Rory Gallagher: Irish Tour 74: Blu-Ray review

Rory Gallagher - Irish Tour '74

Rory Gallagher's 1974 tour of Ireland coincided with one of the most tumultuous times in Belfast. Violence was erupting throughout the city even at rock concerts. As a result, many rock acts refused to play in the city. Nevertheless, Gallagher included a stop in Belfast on the tour and was rewarded with one of his best shows. Director Tony Palmer filmed many of the concerts on the tour and originally planned to use it for a television special, but he later found the footage so good that he released it as a theatrical motion picture. What Eagle Rock has released is that original 1974 rockumentary, complete with a few unearthed extras.

Although limited by the quality of the original source recordings, Irish Tour '74 takes the viewer on a trip to a time when the music really mattered. Even 36 years later, the performances, which are limited in material to only the first few albums, has the blues/rock guitarist at his best. Maybe it was the Irish crowd cheering him on, or maybe it was his will to perform where others wouldn't, you can see the magic in the air and you can feel the chills in a guitar masters work.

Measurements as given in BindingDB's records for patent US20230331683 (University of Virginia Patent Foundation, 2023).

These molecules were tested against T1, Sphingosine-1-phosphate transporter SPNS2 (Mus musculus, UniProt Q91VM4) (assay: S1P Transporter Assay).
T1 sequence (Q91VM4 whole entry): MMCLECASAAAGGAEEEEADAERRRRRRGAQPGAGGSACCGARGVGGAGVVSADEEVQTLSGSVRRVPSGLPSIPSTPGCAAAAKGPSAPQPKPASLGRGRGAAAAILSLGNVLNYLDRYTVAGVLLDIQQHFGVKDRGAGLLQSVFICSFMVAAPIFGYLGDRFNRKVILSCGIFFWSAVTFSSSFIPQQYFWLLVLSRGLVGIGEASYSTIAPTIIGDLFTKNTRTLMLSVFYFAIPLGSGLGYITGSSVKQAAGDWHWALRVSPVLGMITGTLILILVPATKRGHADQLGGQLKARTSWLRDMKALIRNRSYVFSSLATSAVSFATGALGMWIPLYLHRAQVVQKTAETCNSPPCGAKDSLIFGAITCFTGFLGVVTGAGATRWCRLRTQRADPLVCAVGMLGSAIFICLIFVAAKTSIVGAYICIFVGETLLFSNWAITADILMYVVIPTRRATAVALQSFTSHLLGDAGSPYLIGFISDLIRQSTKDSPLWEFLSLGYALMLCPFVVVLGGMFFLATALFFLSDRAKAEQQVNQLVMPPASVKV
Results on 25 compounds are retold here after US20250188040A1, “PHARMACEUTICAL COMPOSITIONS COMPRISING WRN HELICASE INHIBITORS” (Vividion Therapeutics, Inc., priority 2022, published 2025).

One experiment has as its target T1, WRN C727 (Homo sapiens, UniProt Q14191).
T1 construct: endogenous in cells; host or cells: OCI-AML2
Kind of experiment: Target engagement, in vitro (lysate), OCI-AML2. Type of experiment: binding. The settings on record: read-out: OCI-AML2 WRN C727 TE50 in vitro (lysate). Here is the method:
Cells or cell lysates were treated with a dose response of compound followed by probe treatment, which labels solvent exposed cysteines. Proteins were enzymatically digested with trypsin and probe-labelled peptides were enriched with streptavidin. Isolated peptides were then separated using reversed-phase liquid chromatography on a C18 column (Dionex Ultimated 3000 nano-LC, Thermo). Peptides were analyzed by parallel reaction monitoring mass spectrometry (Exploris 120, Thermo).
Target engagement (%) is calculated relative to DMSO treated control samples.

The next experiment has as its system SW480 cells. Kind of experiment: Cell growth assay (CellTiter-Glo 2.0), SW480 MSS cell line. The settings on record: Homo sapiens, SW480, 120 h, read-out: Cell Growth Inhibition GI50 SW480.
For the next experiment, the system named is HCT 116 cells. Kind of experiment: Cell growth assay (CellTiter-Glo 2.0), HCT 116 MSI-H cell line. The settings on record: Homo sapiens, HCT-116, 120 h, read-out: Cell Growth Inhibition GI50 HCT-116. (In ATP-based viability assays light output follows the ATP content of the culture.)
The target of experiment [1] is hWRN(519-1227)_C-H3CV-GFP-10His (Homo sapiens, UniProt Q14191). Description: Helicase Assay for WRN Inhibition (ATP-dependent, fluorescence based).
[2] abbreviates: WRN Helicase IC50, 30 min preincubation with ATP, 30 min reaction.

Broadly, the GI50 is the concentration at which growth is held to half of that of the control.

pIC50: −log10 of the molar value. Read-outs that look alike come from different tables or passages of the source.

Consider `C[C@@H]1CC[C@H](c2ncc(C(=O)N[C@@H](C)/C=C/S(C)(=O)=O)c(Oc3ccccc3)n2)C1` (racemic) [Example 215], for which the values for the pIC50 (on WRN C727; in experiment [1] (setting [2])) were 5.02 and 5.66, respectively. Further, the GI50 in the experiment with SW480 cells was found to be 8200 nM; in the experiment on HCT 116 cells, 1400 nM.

Although the quality is fair for a long archived music documentary from 1974, it was probably unnecessary to release it on Blu-Ray. The video presentation did not benefit from a High Definition transfer, but the music and soud transfer was amazing – it felt and sounded like a torn and weary Ireland.

With only nine songs, Irish Tour '74 comes to a close at 123 minutes, making the performance seem like an amazing jam session. There isn't a truely skilled blues/rock guitarist out there that wouldn't stare at Irish Tour '74 in astonishment. I even recall Brian May of Queen wondering where Gallagher got his sound from.

For those unfamiliar with Gallagher, Irish Tour '74 could come across as an old video of an older style of music. But that's wherein lies the magic of Rory Gallagher. People do not play like this anymore. It's all too calculated, computerized and homogenized today. In 1974 Europe, Gallagher was the blues king and watching his band react and play to his performance shows the skill and musicianship it took in those days. With Gallagher's timely death in 1995, his original rock blues combination came to an end. But the handful of recordings, dating all the way to 1990, and now this home video, lives on.